A Wrinkle in Time: Utilities Broaden Time-of-Use Plans

By Chuck Ross | Jul 15, 2018




In their efforts to incorporate more wind and solar into their resource portfolios, one of the biggest challenges electric utilities face is meeting demand during a single three- to five-hour period every day, especially weekdays. Many strategies to address the time from late afternoon into early evening, such as firing up expensive peak-period generating stations, aim to minimize this strain’s impact on consumer behavior. Now, utilities in many states are rethinking this approach by introducing new rate plans that make it clear to their customers how important their own behavior can be to a broader adoption of carbon-free renewable energy.

Commercial and industrial electricity customers long have been accustomed to the time-of-use (TOU) rate structure. Unlike classic flat-rate pricing, TOU plans charge more for electricity during high-demand periods and offer significant savings when demand bottoms out. Bringing such a variable billing system to residential customers has been considered too complicated, but the latest generation of smart electricity meters is changing that notion.

In March, California’s three investor-owned utilities began offering TOU rates to residential customers. It’s not surprising to see this state at the forefront of such an effort, given its high dependence on variable solar energy and renewable-energy goals. Similarly, some electricity suppliers in Texas (arguably the nation’s most open electricity market) have for several years offered aggressive TOU rates, including free overnight electricity use. But now these plans are moving beyond such cutting-edge markets and into the heartland. For instance, consumer advocates see a pilot program from Xcel Energy in the Minneapolis area as a model for the future.

“It’s really about more accurate price signals,” said Lon Huber, vice president of Strategen Consulting, about the rate design behind Xcel Energy’s proposed pilot effort.

He said the program’s variable rates will motivate customers to minimize their peak demand and maximize their use of wind-supplied electricity when it is most prevalent.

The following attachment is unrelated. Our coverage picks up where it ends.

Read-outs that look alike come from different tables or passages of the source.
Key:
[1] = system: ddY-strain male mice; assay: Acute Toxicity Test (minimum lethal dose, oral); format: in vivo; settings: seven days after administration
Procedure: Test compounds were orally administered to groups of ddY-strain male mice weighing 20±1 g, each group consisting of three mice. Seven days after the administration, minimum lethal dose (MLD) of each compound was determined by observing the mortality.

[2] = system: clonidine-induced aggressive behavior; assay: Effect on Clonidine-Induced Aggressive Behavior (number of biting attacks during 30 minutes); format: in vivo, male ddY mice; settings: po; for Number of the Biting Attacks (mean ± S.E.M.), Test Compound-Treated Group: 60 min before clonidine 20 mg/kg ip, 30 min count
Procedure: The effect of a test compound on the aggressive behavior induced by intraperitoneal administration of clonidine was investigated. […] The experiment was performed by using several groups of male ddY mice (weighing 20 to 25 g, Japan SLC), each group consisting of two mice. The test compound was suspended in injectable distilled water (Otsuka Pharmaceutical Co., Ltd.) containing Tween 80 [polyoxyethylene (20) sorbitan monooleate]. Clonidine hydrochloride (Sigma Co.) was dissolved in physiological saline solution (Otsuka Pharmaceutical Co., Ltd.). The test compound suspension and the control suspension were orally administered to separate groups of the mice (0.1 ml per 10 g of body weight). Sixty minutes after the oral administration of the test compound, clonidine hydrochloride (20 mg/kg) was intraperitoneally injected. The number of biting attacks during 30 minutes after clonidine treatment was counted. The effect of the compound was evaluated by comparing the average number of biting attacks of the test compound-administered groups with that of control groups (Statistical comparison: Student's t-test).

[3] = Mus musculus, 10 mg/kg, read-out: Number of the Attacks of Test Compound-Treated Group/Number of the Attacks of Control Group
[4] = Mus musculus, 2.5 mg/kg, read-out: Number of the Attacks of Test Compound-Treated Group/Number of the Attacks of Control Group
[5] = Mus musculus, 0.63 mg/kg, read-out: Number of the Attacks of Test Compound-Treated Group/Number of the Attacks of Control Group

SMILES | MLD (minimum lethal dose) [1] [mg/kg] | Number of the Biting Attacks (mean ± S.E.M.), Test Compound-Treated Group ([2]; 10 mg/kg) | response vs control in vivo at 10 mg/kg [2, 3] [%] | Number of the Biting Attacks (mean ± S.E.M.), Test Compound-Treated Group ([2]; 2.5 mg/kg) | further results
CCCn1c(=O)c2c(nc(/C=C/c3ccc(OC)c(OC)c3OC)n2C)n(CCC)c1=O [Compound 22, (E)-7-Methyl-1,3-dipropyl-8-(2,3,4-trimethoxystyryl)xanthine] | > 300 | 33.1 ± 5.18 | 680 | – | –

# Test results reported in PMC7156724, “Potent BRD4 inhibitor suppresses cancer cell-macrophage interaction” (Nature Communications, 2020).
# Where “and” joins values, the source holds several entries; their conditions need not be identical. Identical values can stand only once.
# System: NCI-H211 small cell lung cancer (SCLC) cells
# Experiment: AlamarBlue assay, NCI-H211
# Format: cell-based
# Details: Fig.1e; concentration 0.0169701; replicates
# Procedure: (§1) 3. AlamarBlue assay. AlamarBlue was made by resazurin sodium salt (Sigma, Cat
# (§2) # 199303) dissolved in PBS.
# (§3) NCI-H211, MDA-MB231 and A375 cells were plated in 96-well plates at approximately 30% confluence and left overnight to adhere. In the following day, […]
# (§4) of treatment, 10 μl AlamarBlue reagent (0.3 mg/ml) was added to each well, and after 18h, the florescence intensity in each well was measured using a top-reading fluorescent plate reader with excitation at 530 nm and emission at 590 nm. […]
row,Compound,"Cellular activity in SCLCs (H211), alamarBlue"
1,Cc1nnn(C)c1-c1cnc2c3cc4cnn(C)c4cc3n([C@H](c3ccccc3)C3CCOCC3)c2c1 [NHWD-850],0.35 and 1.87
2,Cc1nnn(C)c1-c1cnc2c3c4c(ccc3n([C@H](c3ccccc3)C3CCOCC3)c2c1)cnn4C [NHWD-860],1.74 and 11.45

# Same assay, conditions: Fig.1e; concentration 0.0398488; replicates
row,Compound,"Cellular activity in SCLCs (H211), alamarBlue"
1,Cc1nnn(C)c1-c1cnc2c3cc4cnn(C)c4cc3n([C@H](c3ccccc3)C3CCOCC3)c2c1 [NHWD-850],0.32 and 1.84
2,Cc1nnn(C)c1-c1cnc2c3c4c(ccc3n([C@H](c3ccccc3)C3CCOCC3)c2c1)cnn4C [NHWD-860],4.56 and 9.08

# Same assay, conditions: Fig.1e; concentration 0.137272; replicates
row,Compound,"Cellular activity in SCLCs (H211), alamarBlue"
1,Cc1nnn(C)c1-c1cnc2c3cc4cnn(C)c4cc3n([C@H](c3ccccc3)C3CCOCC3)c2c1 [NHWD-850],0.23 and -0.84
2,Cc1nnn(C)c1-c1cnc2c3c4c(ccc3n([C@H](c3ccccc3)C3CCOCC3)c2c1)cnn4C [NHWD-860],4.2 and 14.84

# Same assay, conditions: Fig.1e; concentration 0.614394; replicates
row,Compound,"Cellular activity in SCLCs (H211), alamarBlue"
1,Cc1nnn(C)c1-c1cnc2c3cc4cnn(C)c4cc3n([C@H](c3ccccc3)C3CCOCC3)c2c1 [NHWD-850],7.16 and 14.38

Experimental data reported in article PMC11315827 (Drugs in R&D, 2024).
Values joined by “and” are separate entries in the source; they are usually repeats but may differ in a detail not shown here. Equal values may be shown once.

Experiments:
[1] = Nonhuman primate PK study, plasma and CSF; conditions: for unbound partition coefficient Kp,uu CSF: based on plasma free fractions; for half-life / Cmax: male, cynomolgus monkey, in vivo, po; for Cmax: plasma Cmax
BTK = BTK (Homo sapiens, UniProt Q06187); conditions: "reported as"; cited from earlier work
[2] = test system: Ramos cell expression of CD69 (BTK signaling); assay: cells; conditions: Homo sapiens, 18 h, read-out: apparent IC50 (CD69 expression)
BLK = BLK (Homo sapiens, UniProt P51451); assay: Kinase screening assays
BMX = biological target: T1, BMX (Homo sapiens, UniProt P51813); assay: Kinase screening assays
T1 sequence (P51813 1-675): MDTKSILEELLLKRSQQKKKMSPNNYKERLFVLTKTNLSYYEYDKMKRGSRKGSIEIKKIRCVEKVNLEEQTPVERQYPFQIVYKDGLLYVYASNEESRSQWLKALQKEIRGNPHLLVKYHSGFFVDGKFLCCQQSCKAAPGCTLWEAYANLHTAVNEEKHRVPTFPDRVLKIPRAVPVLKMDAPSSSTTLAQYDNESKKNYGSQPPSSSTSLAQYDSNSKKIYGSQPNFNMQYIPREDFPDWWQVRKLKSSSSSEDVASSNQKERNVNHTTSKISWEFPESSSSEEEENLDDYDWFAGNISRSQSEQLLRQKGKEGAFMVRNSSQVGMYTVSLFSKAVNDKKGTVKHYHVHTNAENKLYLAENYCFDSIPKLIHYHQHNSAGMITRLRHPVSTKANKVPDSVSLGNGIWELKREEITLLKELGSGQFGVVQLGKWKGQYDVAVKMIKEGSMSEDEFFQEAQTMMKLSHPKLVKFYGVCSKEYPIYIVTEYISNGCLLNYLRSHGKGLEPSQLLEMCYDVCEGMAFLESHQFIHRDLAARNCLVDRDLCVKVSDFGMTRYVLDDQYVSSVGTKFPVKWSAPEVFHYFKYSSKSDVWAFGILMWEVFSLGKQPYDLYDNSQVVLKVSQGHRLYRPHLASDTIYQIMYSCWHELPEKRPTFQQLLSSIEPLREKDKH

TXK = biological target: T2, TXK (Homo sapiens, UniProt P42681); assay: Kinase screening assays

“Now that you’ve got more accurate pricing, customers can make choices by time with the option to now shift and conserve,” he said.

Key to the Xcel plan now before Minnesota’s Public Utility Commission is a sizable difference between its lowest and highest rates. During the on-peak hours between 3 p.m. and 8 p.m., consumers will pay 25.8 cents per kilowatt-hour (kWh) during the summer and 22.6 cents per kWh in the winter. Between 6 a.m. and 3 p.m., and then between 8 p.m. and 11:59 p.m., rates drop to 12.1 cents per kWh in the summer and 10.6 cents per kWh in the winter. During the period from midnight to 6 a.m., pilot participants will pay just 5.7 cents per kWh year-round.

Figuring out ways to integrate higher amounts of renewable energy is critical to Xcel’s long-term plans. The utility is working toward a goal of generating 85 percent of its electricity using carbon-free resources by 2030. Sixty percent of the total will come from renewable options, primarily wind.

Dan Cross-Call, manager with Rocky Mountain Institute’s Electricity Practice and an authority on electric utility rate design, said such a large peak/off-peak differential—typically, over two-to-one—is critical to TOU success. Consumers simply won’t pay attention otherwise. However, because some residential customers might not be able to shift away from on-peak usage, TOU plans shouldn’t be the only choice.

“This might not be the right rate for all customers,” he said. “There needs to be recognition of that and alternatives and solutions for all customers.”

To address possible impacts on lower-income customers, particularly, the Minneapolis pilot offers protections against monthly bills climbing higher than their current totals. The plan has drawn support from the Minnesota Citizens Utility Board, a ratepayer advocacy group.

“These rates are designed to be revenue-neutral. The average customer isn’t going to pay more,” Huber said, noting savings during off-peak periods will offset higher peak rates. Also, current flat rates could be leading to artificially high monthly charges.

“We’d be fools not to look at our current system and how the flat rate is impacting folks, as well,” he said.

A decision on the proposal is expected this year and would lead to Xcel Energy automatically enrolling a total of 10,000 customers, split between a suburban community of largely single-family homes and an urban neighborhood where multifamily housing predominates. Customers would have the option to opt-out of the program, but the pilot’s designers believe automatic enrollment will provide a more random sample and help ensure full participation.

In a similar Colorado pilot based on customers choosing to opt in to TOU rates, Xcel has had difficulty attracting adequate participation.

In Arizona, Tucson Electric Power received approval for a plan that automatically enrolls new customers into such a plan. Rhode Island has given utility National Grid a thumbs-up to begin an opt-out plan by 2022. Maryland’s Baltimore Gas and Electric has had a different type of a TOU plan in place for years, rewarding customers who cut back their use during a limited number of peak-demand days through the course of the year.

About The Author

ROSS has covered building and energy technologies and electric-utility business issues for more than 25 years. Contact him at [email protected].



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